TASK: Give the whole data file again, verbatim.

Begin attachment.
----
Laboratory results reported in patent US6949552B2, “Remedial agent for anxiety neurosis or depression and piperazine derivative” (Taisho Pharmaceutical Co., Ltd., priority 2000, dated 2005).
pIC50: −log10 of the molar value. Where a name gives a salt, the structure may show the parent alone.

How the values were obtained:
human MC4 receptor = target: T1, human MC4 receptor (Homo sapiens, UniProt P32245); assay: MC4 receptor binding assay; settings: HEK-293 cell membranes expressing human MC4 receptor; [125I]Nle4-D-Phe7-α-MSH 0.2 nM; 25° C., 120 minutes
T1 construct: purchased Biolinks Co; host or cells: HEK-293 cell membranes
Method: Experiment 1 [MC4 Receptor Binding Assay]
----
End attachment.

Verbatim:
Laboratory results reported in patent US6949552B2, “Remedial agent for anxiety neurosis or depression and piperazine derivative” (Taisho Pharmaceutical Co., Ltd., priority 2000, dated 2005).
pIC50: −log10 of the molar value. Where a name gives a salt, the structure may show the parent alone.

How the values were obtained:
human MC4 receptor = target: T1, human MC4 receptor (Homo sapiens, UniProt P32245); assay: MC4 receptor binding assay; settings: HEK-293 cell membranes expressing human MC4 receptor; [125I]Nle4-D-Phe7-α-MSH 0.2 nM; 25° C., 120 minutes
T1 construct: purchased Biolinks Co; host or cells: HEK-293 cell membranes
Method: Experiment 1 [MC4 Receptor Binding Assay]